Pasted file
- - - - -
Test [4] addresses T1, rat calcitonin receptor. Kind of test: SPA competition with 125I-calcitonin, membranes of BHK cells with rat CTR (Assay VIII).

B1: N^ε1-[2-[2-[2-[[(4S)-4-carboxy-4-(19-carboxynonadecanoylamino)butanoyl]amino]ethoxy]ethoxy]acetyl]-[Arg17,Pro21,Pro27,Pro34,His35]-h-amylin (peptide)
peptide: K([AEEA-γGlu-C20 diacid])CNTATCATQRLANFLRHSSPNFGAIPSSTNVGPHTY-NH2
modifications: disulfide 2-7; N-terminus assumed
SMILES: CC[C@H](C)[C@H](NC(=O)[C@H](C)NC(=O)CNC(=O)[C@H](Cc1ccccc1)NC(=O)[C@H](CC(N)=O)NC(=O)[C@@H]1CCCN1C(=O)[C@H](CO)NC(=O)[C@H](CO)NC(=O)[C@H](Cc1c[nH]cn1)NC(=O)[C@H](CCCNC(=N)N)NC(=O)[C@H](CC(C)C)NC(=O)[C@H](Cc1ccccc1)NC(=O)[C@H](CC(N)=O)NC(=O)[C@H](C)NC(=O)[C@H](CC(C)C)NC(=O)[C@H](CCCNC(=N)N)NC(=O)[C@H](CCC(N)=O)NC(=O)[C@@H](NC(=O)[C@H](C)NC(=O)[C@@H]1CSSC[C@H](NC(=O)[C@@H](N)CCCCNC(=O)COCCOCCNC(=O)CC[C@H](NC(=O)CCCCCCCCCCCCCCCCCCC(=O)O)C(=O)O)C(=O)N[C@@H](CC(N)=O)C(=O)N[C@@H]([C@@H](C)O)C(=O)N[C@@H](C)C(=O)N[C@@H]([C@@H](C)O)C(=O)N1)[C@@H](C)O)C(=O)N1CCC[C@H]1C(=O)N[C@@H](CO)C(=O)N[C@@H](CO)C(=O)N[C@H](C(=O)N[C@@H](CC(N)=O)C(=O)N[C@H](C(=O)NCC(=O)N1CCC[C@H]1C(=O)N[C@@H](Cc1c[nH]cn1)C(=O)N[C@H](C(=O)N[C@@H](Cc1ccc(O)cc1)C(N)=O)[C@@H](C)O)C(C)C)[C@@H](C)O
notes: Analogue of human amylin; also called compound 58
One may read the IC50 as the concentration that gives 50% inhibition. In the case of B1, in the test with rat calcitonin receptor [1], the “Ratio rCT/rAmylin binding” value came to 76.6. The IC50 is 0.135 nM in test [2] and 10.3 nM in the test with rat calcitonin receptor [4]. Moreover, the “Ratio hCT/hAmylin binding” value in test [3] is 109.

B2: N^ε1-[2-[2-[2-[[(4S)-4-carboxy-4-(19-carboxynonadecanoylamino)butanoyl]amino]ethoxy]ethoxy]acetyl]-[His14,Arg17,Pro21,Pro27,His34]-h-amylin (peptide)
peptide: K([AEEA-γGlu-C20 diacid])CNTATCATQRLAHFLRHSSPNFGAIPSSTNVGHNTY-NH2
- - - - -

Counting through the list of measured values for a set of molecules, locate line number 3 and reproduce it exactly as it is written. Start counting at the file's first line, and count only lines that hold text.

peptide: K([AEEA-γGlu-C20 diacid])CNTATCATQRLANFLRHSSPNFGAIPSSTNVGPHTY-NH2